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Postby jrs » Thu Aug 16, 2018 11:55 am

Got this via email today and thought I would pass on for those of you interested in taking further action. It is very quick and easy to take action if you follow the link.

The MPCA is avoiding ordering an in-depth Environmental Impact Statement of the proposed Catalpa, LLC factory farm. The agency needs to hear from us (again)!

Dear Friend,

State law requires that if a project has “the potential for significant environmental impacts,” then an Environmental Impact Statement (EIS) must be completed. An EIS fully considers potential environmental, human and economic impacts, and analyzes how and if the project can be built in a way that mitigates potential harm. An EIS is paid for by the proposer of the operation. The decision whether to do an EIS is ultimately made by MPCA Commissioner John Linc Stine. Read more below and TAKE ACTION.

This factory farm would have an 8.9 million-gallon liquid manure pit and use 8.8 million gallons of the area’s groundwater annually (220 million gallons over 25 years). The high-risk karst area it is proposed in has nearby sinkholes and disappearing springs. This geology can allow surface pollution to enter the groundwater in a matter of hours.
The call for an EIS from local residents, local officials, farmers and small-business owners has been overwhelming. There were 772 comments during the public comment period for the Environmental Assessment Worksheet (EAW), with only six comments in favor of the operation. Of those 772 comments, 581 specifically called for an EIS, and a total of 760 comments expressed concern about the potential for the project to produce significant negative impacts in the community.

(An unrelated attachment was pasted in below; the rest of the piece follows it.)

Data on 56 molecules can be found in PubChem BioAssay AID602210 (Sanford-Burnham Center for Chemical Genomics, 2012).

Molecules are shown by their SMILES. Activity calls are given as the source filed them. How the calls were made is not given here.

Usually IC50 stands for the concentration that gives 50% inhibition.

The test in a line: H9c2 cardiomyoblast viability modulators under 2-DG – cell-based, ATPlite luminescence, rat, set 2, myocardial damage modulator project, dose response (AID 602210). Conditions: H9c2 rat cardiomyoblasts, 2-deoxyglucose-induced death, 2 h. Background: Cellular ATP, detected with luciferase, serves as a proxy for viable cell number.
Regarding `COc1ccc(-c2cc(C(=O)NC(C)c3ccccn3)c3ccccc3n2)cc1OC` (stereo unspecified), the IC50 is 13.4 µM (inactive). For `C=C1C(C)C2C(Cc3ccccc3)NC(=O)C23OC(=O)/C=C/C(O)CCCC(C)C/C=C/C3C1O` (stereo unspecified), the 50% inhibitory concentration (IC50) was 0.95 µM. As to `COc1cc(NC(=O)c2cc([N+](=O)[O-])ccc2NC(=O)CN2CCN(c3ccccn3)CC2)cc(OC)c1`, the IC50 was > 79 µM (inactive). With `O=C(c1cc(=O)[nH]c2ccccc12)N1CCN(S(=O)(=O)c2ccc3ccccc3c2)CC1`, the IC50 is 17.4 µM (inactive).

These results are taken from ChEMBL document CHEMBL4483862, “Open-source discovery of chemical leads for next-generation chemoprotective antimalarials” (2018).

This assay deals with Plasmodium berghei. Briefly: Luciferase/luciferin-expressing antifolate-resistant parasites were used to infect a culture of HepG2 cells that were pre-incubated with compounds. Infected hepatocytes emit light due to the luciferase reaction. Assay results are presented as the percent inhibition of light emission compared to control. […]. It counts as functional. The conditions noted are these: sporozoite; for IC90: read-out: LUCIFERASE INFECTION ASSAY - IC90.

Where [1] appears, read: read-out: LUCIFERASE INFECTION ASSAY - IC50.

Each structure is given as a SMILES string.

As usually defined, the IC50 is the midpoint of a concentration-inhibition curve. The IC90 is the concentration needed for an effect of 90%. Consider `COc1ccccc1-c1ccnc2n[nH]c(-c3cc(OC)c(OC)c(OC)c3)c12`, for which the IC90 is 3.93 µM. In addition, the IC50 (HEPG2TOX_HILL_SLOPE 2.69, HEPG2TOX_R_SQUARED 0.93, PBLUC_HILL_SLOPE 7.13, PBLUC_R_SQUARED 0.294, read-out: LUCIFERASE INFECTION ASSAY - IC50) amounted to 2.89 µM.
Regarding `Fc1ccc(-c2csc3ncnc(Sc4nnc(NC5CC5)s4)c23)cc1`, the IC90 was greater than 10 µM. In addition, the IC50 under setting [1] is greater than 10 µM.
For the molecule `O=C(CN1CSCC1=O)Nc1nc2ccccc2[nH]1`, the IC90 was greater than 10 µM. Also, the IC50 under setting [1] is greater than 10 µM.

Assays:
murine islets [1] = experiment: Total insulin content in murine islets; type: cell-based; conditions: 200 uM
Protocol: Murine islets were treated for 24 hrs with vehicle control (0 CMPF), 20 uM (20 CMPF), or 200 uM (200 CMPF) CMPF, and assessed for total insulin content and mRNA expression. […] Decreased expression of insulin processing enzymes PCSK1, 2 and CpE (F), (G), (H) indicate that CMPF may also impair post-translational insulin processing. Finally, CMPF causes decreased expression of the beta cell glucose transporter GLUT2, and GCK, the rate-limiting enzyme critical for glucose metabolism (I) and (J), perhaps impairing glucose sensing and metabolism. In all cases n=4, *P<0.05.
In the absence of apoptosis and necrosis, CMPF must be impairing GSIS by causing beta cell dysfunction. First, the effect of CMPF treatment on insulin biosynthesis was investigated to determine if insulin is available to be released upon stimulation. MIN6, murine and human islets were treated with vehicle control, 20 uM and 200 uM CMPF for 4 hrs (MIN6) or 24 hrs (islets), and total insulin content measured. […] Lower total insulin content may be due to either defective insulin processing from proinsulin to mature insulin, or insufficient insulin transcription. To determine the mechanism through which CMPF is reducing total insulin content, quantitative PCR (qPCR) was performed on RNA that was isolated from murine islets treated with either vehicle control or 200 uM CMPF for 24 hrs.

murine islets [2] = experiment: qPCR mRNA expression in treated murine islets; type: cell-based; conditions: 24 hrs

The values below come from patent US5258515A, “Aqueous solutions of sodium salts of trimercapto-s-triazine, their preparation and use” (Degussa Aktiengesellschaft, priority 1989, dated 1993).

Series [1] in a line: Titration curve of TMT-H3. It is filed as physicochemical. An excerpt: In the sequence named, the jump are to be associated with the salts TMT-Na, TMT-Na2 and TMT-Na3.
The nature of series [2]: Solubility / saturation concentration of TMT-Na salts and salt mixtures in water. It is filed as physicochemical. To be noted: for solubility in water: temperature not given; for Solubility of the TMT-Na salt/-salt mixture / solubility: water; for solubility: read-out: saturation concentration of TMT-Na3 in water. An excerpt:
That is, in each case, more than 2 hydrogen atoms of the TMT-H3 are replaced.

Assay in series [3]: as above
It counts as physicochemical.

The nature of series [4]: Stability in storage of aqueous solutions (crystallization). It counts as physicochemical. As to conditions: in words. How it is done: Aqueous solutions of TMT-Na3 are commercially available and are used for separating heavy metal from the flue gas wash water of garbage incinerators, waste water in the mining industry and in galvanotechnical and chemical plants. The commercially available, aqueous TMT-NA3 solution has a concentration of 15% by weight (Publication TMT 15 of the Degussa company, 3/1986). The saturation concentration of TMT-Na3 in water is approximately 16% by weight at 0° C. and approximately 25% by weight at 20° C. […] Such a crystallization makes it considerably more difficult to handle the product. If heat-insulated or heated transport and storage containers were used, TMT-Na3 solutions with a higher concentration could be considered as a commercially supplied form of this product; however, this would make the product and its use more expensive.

Those calling for an EIS included:
The Fillmore County Board of Commissioners and the Fillmore County Coordinator
The Fillmore County Soil & Water Conservation District (SWCD)
A Fillmore County feedlot officer
The Mayor of Mabel
Newburg Township Supervisors
The Mayor of Canton and a Canton City Council member
Minnesota's leading karst expert, Dr. Calvin Alexander
Hundreds of residents, farmers, nurses, teachers, faith leaders and small-business owners

Despite this, the MPCA has delayed the decision to order the EIS and instead ordered more investigation at the site. This call for more investigation clearly shows that the MPCA acknowledges that there is the “potential for significant environmental impacts”— which, by state law, means it’s time to order an EIS. This further investigation should be done as part of the EIS process.

TAKE ACTION! The MPCA's further investigation and the public outcry make it clear that it's time to order an EIS. Click here to tell MPCA Commissioner John Linc Stine and Governor Mark Dayton that it's time for the MPCA to follow the law and do its job. http://www.congressweb.com/LSP/60

If you are an LSP member and received this email yesterday, please disregard the duplicate email.



Thank you,

Amanda Babcock

Land Stewardship Project State Policy Organizer

612-722-6377

ababcock@landstewardshipproject.org
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Postby brntrout » Thu Aug 16, 2018 12:45 pm

Not Surprised at all! I've been through this politically rigged process before!

With 772 comments and only 6 people supporting this facility and with a list of who's who of "significant importance"calling for an EIS why on earth would the MPCA not require an EIS? Maybe the MPCA thought there was not enough sink holes for the pig crap to run down before this operation would totally mess up the entire area??? :(

Or you could just follow the MONEY TRAIL and see where that leads you, then you will know why the MPCA is a BIG JOKE!
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Postby brntrout » Thu Aug 16, 2018 1:14 pm

I did take time again, to send additional comments asking for an EIS. Its hard not to be a glass half empty person when dealing with these people as big money almost always wins out ! :x